Duque-Wilckens et al. report experiments in mice showing that oxytocin, usually regarding as reducing anxious behaviors, enables stress-induced social anxiety behaviors if it is produced outside of its normal source in the hypothalmus.
The neuropeptide oxytocin is an important regulator of social behavior and is widely considered to reduce anxiety-related behaviors. However, growing evidence suggests that sometimes oxytocin increases anxiety. How can the same molecule have such different effects on behavior? Here we provide evidence that oxytocin produced outside of the hypothalamus is necessary and sufficient for stress-induced social anxiety behaviors. This suggests that the diverse effects of oxytocin on anxiety-related behaviors are mediated by circuit-specific oxytocin action.Abstract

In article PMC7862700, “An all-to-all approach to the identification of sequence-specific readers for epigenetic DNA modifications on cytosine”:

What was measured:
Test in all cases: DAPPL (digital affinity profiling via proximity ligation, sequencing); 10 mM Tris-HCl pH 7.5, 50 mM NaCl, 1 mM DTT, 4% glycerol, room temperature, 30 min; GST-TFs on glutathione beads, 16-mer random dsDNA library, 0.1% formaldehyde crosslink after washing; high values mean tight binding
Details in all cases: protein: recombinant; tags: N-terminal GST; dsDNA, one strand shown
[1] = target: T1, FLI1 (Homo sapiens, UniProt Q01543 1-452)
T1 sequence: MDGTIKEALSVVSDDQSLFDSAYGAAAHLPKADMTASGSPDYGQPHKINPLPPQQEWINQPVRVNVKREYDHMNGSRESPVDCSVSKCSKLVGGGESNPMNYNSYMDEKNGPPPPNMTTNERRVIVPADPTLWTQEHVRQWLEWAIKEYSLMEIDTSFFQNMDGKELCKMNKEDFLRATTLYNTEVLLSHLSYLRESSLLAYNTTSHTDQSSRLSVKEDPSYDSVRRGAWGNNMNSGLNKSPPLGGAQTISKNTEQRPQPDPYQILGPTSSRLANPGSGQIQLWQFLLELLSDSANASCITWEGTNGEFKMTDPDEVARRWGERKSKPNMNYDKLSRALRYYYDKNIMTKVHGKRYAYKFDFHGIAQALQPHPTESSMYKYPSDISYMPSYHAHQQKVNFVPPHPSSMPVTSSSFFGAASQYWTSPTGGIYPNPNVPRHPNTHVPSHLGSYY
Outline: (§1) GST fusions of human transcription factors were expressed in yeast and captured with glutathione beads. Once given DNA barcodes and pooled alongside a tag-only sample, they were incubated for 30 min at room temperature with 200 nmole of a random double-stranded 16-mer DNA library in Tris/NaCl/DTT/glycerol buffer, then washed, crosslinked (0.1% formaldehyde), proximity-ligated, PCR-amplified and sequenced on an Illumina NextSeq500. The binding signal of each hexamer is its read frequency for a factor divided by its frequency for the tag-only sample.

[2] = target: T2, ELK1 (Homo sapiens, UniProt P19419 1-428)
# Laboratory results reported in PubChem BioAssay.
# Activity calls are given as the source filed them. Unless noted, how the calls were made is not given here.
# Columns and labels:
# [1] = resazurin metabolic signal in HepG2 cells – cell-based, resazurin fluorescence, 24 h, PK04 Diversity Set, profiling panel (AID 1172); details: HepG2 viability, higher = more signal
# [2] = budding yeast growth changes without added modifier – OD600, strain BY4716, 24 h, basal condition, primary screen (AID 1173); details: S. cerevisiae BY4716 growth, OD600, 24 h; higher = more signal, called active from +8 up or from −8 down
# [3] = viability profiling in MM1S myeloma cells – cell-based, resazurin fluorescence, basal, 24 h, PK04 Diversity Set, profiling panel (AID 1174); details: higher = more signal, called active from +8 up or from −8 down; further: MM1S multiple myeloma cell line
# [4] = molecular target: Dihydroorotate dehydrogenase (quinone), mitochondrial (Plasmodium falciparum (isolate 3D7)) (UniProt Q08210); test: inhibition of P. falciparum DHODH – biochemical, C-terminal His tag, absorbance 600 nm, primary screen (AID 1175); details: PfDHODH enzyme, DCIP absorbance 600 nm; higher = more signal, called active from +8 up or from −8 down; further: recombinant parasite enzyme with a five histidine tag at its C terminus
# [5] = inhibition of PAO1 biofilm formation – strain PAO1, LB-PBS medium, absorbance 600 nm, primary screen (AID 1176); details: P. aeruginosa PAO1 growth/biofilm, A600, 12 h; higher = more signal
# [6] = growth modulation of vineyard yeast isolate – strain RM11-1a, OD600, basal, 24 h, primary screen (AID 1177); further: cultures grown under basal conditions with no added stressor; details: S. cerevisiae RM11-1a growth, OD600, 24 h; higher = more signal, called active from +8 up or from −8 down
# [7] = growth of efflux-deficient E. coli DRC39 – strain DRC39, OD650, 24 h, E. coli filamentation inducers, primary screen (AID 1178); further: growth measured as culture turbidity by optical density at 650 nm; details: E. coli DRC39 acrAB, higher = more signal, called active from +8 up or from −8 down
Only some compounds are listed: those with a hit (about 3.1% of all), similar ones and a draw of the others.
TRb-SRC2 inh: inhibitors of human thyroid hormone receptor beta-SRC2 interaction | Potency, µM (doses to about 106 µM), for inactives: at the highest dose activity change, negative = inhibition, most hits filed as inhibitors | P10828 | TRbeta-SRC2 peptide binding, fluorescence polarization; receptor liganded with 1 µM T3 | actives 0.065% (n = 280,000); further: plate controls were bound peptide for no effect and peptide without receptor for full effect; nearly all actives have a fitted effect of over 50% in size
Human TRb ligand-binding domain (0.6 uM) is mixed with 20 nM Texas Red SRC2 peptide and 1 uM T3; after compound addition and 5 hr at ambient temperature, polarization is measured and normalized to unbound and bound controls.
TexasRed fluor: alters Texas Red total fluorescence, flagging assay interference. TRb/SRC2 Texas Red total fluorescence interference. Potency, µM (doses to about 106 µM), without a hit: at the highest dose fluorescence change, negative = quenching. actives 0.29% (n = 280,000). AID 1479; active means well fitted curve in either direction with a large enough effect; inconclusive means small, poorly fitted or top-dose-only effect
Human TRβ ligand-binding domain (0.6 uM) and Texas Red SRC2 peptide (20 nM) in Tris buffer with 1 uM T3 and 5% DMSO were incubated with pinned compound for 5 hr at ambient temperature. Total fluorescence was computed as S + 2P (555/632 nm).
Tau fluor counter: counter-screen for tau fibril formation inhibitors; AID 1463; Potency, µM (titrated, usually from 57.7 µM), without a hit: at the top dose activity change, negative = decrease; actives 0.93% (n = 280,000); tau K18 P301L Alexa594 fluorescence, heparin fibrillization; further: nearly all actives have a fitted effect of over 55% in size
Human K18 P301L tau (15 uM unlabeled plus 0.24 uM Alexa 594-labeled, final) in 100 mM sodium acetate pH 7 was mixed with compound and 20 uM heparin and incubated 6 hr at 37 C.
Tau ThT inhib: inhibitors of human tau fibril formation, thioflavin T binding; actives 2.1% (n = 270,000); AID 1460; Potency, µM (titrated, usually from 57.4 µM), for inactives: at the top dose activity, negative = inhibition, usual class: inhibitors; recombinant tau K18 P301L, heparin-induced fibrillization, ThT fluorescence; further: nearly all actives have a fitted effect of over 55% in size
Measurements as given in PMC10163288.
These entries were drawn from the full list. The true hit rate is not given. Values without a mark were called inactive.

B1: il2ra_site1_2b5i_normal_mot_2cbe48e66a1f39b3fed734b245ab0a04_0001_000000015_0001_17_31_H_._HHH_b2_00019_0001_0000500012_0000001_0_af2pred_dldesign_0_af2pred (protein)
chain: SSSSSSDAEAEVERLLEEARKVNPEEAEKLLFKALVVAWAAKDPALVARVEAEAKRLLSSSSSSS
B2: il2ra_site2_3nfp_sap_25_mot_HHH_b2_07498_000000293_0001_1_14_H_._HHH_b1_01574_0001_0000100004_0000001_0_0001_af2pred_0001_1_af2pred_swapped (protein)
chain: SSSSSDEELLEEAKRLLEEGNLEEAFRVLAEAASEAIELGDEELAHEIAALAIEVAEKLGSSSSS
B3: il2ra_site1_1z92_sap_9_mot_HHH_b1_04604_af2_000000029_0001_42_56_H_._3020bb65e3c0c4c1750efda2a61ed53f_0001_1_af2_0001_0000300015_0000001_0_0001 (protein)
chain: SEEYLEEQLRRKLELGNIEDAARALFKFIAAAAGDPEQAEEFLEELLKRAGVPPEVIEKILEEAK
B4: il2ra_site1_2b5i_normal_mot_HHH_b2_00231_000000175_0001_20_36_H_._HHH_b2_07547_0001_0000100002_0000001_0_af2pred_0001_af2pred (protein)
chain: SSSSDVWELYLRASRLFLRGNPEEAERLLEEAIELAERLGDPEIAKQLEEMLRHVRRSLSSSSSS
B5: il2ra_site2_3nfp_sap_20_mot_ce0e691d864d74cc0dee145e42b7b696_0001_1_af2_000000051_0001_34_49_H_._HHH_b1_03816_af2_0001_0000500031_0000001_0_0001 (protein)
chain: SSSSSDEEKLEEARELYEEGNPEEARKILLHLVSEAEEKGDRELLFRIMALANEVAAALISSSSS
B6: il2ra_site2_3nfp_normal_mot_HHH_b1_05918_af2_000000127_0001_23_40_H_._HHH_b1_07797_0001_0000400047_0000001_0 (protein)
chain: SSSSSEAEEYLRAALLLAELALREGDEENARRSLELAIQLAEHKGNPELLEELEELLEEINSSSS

Oxytocin increases the salience of both positive and negative social contexts and it is thought that these diverse actions on behavior are mediated in part through circuit-specific action. This hypothesis is based primarily on manipulations of oxytocin receptor function, leaving open the question of whether different populations of oxytocin neurons mediate different effects on behavior. Here we inhibited oxytocin synthesis in a stress-sensitive population of oxytocin neurons specifically within the medioventral bed nucleus of the stria terminalis (BNSTmv). Oxytocin knockdown prevented social stress-induced increases in social vigilance and decreases in social approach. Viral tracing of BNSTmv oxytocin neurons revealed fibers in regions controlling defensive behaviors, including lateral hypothalamus, anterior hypothalamus, and anteromedial BNST (BNSTam). Oxytocin infusion into BNSTam in stress naïve mice increased social vigilance and reduced social approach. These results show that a population of extrahypothalamic oxytocin neurons plays a key role in controlling stress-induced social anxiety behaviors.